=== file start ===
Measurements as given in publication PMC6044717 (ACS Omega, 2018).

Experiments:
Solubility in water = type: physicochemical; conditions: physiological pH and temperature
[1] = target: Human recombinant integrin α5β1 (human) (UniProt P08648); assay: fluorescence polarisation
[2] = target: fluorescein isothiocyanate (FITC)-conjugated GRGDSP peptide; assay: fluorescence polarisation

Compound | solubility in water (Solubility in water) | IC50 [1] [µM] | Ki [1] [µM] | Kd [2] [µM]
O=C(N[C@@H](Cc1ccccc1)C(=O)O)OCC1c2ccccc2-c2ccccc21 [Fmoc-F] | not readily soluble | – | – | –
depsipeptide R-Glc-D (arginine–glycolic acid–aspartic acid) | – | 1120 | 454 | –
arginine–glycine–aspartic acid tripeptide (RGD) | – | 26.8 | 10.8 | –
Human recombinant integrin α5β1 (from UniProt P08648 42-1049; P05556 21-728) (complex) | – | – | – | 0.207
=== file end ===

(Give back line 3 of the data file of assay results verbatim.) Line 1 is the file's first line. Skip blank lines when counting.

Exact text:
Solubility in water = type: physicochemical; conditions: physiological pH and temperature